Wednesday, March 4, 2015
YOLO COUNTY NEWS
99 CENTS

USDA offers a helping hand

By
From page C2 | March 14, 2014 |

A wetter-than-usual February has helped turn the brown hills of California’s coastal ranges and Sierra foothills a light shade of green, and while these rangelands won’t be mistaken for Ireland anytime soon, this precipitation was a welcome relief from weeks of severe drought conditions.

Despite this much-needed rainfall, 2013 was one of the driest years in California’s history. In fact, some scientists think we’re in the midst of one of the region’s driest periods since Sir Francis Drake landed on the California coast in 1579! We will need a sustained period of heavy precipitation throughout the remaining spring weeks to mitigate widespread drought-related impacts during the summer months ahead.

These historic drought conditions have affected all of California’s farmers, ranchers and rural communities. Hundreds of thousands of acres likely will be fallowed throughout California, livestock and dairy herds across the state have been thinned or will be sold off entirely in some cases, municipal water sources are running dangerously low in some rural communities, and thousands of farm workers will be unemployed in communities already hard-hit by turbulent economic times.

In difficult times like these, whether it’s a freeze in the citrus belt, wildfires in the Sierra, unexpected flooding, or in this case, a historic statewide drought, the “safety net” programs offered by the U.S. Department of Agriculture’s Farm Service Agency can offer a helping hand to affected farmers and ranchers that just might mean the difference between staying in business or closing the barn door for the last time.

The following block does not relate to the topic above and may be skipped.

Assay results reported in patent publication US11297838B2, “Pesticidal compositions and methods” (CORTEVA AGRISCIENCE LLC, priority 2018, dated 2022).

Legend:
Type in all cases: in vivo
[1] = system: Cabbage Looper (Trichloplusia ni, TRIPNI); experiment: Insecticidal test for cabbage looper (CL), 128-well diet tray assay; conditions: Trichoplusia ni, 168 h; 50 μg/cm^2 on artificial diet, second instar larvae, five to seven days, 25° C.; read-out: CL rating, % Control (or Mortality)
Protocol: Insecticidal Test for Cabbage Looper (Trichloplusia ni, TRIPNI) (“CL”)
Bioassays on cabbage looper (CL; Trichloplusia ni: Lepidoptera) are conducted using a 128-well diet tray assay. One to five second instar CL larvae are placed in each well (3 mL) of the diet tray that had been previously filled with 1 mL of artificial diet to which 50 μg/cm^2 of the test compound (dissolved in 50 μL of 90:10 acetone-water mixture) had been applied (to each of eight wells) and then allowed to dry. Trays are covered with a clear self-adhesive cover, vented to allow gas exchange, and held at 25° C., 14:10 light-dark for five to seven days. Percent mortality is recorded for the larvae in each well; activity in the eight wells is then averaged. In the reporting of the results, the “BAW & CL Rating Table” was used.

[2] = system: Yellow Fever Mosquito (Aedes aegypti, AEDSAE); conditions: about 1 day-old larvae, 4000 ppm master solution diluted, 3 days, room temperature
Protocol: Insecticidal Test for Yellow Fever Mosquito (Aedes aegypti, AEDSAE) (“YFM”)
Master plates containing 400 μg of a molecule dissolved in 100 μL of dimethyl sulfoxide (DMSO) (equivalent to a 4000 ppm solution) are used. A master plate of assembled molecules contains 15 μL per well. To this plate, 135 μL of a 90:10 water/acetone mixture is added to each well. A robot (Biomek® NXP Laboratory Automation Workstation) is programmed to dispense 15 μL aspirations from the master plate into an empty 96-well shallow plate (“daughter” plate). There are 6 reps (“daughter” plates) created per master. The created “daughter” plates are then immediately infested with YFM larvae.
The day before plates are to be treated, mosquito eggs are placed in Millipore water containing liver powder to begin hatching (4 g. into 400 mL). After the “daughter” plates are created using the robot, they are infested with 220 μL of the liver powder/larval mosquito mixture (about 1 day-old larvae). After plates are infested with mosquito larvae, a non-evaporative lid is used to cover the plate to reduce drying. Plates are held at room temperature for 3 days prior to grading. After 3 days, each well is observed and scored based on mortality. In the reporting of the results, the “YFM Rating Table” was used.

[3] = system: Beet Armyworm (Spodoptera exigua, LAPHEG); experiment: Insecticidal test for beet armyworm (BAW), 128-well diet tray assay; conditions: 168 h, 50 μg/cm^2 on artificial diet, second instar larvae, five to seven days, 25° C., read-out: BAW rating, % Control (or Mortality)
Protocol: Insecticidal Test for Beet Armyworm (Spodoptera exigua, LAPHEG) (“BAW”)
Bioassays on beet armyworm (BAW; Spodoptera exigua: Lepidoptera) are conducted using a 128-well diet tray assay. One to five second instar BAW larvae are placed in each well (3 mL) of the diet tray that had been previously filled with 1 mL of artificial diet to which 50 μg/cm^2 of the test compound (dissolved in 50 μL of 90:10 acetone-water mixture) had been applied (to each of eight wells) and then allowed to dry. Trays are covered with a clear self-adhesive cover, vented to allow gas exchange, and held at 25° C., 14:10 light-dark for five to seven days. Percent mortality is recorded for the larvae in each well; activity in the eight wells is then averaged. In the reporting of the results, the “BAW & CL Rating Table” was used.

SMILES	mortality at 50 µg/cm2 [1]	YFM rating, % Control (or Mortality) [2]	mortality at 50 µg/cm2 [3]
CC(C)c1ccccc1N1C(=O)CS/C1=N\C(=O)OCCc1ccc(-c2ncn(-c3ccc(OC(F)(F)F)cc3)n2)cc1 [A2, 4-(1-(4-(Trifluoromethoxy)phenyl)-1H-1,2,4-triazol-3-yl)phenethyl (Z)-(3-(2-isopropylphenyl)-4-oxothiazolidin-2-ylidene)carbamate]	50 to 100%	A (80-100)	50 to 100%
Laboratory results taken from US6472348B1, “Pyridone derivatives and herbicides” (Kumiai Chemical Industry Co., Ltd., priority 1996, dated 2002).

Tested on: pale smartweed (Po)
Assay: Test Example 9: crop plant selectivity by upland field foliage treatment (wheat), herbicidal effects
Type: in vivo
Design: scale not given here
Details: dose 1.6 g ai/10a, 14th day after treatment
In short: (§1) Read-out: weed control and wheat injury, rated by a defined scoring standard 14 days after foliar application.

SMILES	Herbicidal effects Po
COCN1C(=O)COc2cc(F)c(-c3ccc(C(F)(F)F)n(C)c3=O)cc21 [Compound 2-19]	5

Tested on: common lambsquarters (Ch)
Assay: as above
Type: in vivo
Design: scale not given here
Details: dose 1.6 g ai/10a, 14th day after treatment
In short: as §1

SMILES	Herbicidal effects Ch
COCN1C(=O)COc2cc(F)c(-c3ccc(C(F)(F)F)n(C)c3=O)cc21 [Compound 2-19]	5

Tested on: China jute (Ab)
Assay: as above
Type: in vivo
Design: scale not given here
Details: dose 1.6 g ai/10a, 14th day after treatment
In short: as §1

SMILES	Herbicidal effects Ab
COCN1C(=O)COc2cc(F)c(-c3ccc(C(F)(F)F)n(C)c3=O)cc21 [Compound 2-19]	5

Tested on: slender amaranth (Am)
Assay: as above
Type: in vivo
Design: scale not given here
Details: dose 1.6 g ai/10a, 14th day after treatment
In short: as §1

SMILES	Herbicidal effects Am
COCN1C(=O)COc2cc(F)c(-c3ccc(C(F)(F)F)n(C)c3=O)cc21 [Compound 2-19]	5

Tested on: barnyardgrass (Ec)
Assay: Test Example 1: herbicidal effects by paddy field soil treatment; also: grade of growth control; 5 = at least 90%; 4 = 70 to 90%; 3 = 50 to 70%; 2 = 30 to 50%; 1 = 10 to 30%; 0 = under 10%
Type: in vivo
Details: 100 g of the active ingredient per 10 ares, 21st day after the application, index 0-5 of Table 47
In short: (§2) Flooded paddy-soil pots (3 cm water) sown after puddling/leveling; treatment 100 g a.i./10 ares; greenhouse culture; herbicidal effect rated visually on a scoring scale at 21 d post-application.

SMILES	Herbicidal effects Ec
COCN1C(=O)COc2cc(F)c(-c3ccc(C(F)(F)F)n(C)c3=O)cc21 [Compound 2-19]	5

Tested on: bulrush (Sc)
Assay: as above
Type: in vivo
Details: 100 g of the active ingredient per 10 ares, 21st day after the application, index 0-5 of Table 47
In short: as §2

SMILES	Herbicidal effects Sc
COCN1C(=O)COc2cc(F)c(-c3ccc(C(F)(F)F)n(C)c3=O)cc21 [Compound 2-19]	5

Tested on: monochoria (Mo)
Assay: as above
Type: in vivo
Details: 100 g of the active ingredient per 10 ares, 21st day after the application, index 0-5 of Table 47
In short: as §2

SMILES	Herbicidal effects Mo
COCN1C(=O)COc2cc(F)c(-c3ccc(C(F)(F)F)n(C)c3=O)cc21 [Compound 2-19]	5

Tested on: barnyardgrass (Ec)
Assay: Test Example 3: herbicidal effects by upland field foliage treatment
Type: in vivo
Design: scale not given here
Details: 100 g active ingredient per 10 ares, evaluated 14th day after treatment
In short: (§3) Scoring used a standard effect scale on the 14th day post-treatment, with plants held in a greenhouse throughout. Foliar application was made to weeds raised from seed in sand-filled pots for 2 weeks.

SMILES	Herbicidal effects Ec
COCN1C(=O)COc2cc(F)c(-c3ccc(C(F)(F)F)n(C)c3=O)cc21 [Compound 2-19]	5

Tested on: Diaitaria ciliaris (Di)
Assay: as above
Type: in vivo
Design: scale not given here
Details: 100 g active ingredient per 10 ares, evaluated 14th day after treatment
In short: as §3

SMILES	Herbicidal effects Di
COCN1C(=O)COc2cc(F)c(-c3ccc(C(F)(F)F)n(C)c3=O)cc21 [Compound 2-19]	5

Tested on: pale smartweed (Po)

The men and women of the USDA are working every day with farmers and ranchers all across California to deliver programs, tools and reliable customer service that will help defray the costs of feed and water for livestock and develop new and permanent water sources for cattle operations.

We’re reaching out with a wide array of loans from low-interest microloans to emergency loans that can help with daily operating costs and other critical needs. We’re working to ensure that the disaster relief payments we make through our various programs are done in a timely and customer-friendly way while still maintaining the highest levels of program integrity.

Finally, we’re preparing to roll out disaster assistance programs next month that will tackle the needs of California’s livestock industry hit hard by a third consecutive year of drought.

These programs, and others contained in the Farm Bill signed by President Obama earlier this year, are a part of a broader commitment that we make to each other as Americans to ensure that the men, women and farm families who grow our food here in California, and all across our great nation, are protected against the sometimes capricious whims of Mother Nature.

The safety net won’t make these farming operations whole, but it will provide some hope and encouragement that better days are ahead and that the rain will fall once again. In the meantime, the U.S. Department of Agriculture stands ready to help all of California’s farmers, ranchers, and farm workers to ensure that in these challenging times, the needs of those who grow and harvest the bounty of our fields are being met.

— Val Dolcini of Davis is the state executive director of the USDA Farm Service Agency in California. He may be reached at [email protected]

Comments

comments

  • Recent Posts

  • Enter your email address to subscribe to this newspaper and receive notifications of new articles by email.

  • .

    News

    Davisite competing for breast cancer ‘Survivor of the Year’

    By Anne Ternus-Bellamy | From Page: A1 | Gallery

     
    Cool musicians, hot jazz at Coconut Grove fundraiser